Está en la página 1de 12

,

IN THE INCOME TAX APPELLATE TRIBUNAL D BENCH, MUMBAI

BEFORE SHRI MAHAVIR SINGH, JM AND SHRI RAJESH KUMAR, AM

./I.T.A. Nos.1287 to 1290/Mum/2015


( / Assessment Years : 2006-07 to 2009-10)

Dy. Commissioner of Income Vs. Shri Ramakant Gaggar


tax- Central Circle-8(1), 302, Gaurav Aprt,
Room No.656, 6th floor, Gokuldham,
Aayakar Bhavan, Goreaon (E),
M K Road, Mumbai-400063
Mumbai-400020
/Appellant .. /Respondent

./PAN :ABKPG9952C

/ Appellant by : Santanu KR.Saikia


/Respondent by : Shri Vijay Mehta

/Date of Hearing : 8.11.2016


/Date of Pronouncement : 21.12.2016

/O R D E R

Per RAJESH KUMAR, Accountant Member:

These are four appeals filed by the revenue and directed against the

orders dated 12.12.2014 for the assessment year 2006-07 and order dated

02.12.2014 for the assessment years 2007-08 to 2009-10 respectively passed

by the ld.CIT(A), Mumbai. Since these appeals are filed against the same

assessee and the issues involved therein are common and therefore for the

sake of convenience and brevity, these appeals were clubbed together, heard

together and are being decided by this consolidated order.


2

I.T.A. Nos.1287 to 1290/Mum/2015

2. At the outset the ld.AR drew our attention to a jurisdictional issue that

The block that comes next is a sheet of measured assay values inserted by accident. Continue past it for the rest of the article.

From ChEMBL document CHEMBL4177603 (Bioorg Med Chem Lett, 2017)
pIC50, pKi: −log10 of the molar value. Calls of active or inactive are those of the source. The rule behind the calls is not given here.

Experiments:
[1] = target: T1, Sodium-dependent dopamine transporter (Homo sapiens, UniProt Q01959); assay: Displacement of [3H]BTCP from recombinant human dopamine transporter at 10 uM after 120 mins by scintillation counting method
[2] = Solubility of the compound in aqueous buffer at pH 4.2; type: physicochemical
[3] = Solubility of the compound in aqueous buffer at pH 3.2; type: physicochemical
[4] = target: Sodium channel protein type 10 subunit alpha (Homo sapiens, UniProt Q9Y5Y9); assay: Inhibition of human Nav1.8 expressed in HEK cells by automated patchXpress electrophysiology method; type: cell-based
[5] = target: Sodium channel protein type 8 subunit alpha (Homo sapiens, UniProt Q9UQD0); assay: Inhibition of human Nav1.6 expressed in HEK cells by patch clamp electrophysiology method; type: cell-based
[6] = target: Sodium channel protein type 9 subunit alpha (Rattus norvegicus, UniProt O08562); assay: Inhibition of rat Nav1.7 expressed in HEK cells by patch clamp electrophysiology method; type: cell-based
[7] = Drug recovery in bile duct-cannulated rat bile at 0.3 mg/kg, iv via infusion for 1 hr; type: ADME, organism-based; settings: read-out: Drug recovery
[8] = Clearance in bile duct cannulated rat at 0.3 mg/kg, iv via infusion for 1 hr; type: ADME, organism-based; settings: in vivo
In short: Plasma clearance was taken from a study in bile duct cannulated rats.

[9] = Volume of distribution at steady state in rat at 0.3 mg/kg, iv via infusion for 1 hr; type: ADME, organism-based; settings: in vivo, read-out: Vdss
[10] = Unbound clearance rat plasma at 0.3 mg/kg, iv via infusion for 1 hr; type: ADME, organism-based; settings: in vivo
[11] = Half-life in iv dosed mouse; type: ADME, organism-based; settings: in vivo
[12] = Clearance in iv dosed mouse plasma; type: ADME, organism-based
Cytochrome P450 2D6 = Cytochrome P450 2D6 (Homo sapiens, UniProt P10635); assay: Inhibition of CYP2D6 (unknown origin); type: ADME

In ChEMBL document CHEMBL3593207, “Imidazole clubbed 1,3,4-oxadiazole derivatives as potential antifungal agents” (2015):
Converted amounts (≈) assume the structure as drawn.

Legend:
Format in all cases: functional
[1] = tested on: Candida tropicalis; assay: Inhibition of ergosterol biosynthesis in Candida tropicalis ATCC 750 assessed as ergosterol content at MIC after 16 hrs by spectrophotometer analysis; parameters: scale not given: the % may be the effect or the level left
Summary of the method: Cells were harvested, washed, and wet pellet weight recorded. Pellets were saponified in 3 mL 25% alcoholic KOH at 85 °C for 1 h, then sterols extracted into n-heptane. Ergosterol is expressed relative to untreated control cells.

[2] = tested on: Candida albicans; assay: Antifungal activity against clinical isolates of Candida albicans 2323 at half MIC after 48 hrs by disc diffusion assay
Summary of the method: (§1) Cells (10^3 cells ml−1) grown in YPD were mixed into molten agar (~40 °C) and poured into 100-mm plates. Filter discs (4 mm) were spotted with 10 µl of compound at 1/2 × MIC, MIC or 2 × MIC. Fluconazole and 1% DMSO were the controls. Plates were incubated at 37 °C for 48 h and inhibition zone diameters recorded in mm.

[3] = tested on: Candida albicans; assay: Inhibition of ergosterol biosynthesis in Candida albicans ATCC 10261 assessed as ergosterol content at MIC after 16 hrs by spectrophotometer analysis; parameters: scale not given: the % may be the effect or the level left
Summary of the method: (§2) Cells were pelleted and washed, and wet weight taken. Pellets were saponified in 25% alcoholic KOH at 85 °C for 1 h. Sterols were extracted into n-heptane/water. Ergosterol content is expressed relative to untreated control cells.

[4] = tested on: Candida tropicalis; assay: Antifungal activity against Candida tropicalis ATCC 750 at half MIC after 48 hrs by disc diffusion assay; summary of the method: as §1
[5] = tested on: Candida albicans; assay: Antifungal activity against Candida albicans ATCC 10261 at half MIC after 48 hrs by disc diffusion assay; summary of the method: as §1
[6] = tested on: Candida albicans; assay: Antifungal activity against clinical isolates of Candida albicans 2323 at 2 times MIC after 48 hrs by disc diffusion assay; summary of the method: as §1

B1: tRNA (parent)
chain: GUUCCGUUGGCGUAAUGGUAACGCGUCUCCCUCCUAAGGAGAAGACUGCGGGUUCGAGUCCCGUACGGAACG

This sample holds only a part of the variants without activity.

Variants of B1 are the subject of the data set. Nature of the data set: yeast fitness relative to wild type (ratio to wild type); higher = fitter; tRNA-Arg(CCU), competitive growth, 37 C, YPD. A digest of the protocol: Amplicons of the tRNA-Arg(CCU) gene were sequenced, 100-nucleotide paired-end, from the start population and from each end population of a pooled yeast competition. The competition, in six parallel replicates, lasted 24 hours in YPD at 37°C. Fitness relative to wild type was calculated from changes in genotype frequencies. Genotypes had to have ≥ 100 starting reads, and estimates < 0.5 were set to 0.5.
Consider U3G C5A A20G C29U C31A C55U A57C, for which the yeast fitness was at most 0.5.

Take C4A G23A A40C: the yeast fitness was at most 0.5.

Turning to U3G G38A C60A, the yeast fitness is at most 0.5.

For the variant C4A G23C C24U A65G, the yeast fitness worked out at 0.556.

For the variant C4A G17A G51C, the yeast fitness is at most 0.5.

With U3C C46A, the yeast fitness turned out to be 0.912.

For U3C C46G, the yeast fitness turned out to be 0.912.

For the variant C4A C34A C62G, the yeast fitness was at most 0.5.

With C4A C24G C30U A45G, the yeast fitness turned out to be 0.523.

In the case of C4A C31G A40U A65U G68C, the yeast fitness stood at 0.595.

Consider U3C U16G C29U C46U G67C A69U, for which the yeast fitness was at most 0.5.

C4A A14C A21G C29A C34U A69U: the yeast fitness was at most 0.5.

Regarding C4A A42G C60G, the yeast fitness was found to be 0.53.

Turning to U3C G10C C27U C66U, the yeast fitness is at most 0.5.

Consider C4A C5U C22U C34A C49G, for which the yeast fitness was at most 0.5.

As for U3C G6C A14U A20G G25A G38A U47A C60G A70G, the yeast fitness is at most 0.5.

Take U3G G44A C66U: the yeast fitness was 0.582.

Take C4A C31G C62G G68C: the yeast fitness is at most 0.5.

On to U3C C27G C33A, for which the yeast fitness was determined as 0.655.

the AO has no jurisdiction to make the additions except on the basis of seized

materials because the assessment in all the four years had attained finality

on the date of search and therefore ,the AO had no authority under the

provisions of section 153A/153C of the Act to disturb the assessment which

had attained finality on the date of search. The ld counsel drew our attention

to application dated 25.10.2016 wherein the assessee raised a ground

under rule 27 of the Income Tax Appellate Tribunal Rules, 1963

(hereinafter called as the Rules) . The Ld counsel of the assessee stated

that the issue is purely of legal nature which will go to the root of the

matter and has been raised before ld CIT(A) also but the same has been

decided against the assessee. It was explained that same was not challenged

by the assessee as relief has been granted on merit of the case by the

CIT(A). The ld counsel drew our attention to the para 3 and 3.1 of the

appellate order wherein the issue has been decided by the FAA against the

assessee.

3. Referring to the above , the ld counsel for the assessee stated that the

AO had no jurisdiction u/s 153A/153C of the Act to make any additions by

disturbing the assessment order which had attained finality on the date of

search without any incriminating material being found by the search team

during the course of search. The ld counsel drew our attention to the

provisions of section 153C r.w.s. 153A of the Act which provides that all the
3

I.T.A. Nos.1287 to 1290/Mum/2015

assessments which are pending on the date of search shall abate and the AO

has same jurisdiction to frame the assessment as u/s 143(3) of the Act and

assessment which have attained finality on the date of search cannot be

disturbed except on the basis of seized materials and not otherwise. The Ld

counsel of the assessee vehemently submitted that in respect of assessments

which are complete and attained finality on the date of search, the

jurisdiction of AO is confined to make additions based on the search

materials.

4. The DR. vehemently argued against taking up of this issue under rule